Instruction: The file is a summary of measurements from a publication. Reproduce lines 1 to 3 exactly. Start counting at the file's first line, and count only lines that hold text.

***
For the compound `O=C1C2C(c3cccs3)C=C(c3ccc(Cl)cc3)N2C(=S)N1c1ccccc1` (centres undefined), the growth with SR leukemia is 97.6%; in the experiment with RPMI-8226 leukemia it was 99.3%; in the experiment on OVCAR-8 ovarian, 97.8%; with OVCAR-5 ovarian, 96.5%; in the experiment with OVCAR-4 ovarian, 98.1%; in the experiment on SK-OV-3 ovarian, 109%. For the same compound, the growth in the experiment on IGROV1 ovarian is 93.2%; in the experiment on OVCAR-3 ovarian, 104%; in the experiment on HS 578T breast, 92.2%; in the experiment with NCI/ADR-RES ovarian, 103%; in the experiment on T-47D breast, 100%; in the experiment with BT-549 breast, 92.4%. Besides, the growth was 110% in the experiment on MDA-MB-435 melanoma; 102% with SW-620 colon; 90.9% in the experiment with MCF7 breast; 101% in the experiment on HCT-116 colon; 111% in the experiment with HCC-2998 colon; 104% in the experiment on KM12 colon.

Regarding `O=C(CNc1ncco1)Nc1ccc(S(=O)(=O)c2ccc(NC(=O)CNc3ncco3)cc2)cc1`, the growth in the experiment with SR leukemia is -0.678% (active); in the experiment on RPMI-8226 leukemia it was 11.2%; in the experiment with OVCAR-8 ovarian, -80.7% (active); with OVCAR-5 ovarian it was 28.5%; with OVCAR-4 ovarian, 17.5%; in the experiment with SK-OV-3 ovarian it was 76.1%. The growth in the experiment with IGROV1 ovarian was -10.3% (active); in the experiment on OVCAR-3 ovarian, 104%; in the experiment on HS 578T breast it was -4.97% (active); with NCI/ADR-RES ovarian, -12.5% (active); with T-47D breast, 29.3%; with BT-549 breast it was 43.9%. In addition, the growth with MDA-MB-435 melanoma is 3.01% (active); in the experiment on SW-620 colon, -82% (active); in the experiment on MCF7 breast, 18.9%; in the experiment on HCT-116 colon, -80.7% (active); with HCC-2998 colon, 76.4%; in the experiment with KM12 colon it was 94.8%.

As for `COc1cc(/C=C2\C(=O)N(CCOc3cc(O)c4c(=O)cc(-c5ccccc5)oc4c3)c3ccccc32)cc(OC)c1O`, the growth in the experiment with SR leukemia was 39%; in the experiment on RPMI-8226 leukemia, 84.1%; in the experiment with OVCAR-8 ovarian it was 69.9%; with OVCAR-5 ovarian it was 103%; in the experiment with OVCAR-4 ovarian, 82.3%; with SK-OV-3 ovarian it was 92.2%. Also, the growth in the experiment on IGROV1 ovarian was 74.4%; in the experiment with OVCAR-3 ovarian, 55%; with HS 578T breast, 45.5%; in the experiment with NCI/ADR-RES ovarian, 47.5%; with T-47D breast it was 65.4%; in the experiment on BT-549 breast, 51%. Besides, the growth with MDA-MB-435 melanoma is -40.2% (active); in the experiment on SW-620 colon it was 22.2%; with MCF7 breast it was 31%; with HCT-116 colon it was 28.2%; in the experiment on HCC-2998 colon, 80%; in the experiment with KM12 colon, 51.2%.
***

For the compound `O=C1C2C(c3cccs3)C=C(c3ccc(Cl)cc3)N2C(=S)N1c1ccccc1` (centres undefined), the growth with SR leukemia is 97.6%; in the experiment with RPMI-8226 leukemia it was 99.3%; in the experiment on OVCAR-8 ovarian, 97.8%; with OVCAR-5 ovarian, 96.5%; in the experiment with OVCAR-4 ovarian, 98.1%; in the experiment on SK-OV-3 ovarian, 109%. For the same compound, the growth in the experiment on IGROV1 ovarian is 93.2%; in the experiment on OVCAR-3 ovarian, 104%; in the experiment on HS 578T breast, 92.2%; in the experiment with NCI/ADR-RES ovarian, 103%; in the experiment on T-47D breast, 100%; in the experiment with BT-549 breast, 92.4%. Besides, the growth was 110% in the experiment on MDA-MB-435 melanoma; 102% with SW-620 colon; 90.9% in the experiment with MCF7 breast; 101% in the experiment on HCT-116 colon; 111% in the experiment with HCC-2998 colon; 104% in the experiment on KM12 colon.

Regarding `O=C(CNc1ncco1)Nc1ccc(S(=O)(=O)c2ccc(NC(=O)CNc3ncco3)cc2)cc1`, the growth in the experiment with SR leukemia is -0.678% (active); in the experiment on RPMI-8226 leukemia it was 11.2%; in the experiment with OVCAR-8 ovarian, -80.7% (active); with OVCAR-5 ovarian it was 28.5%; with OVCAR-4 ovarian, 17.5%; in the experiment with SK-OV-3 ovarian it was 76.1%. The growth in the experiment with IGROV1 ovarian was -10.3% (active); in the experiment on OVCAR-3 ovarian, 104%; in the experiment on HS 578T breast it was -4.97% (active); with NCI/ADR-RES ovarian, -12.5% (active); with T-47D breast, 29.3%; with BT-549 breast it was 43.9%. In addition, the growth with MDA-MB-435 melanoma is 3.01% (active); in the experiment on SW-620 colon, -82% (active); in the experiment on MCF7 breast, 18.9%; in the experiment on HCT-116 colon, -80.7% (active); with HCC-2998 colon, 76.4%; in the experiment with KM12 colon it was 94.8%.

As for `COc1cc(/C=C2\C(=O)N(CCOc3cc(O)c4c(=O)cc(-c5ccccc5)oc4c3)c3ccccc32)cc(OC)c1O`, the growth in the experiment with SR leukemia was 39%; in the experiment on RPMI-8226 leukemia, 84.1%; in the experiment with OVCAR-8 ovarian it was 69.9%; with OVCAR-5 ovarian it was 103%; in the experiment with OVCAR-4 ovarian, 82.3%; with SK-OV-3 ovarian it was 92.2%. Also, the growth in the experiment on IGROV1 ovarian was 74.4%; in the experiment with OVCAR-3 ovarian, 55%; with HS 578T breast, 45.5%; in the experiment with NCI/ADR-RES ovarian, 47.5%; with T-47D breast it was 65.4%; in the experiment on BT-549 breast, 51%. Besides, the growth with MDA-MB-435 melanoma is -40.2% (active); in the experiment on SW-620 colon it was 22.2%; with MCF7 breast it was 31%; with HCT-116 colon it was 28.2%; in the experiment on HCC-2998 colon, 80%; in the experiment with KM12 colon, 51.2%.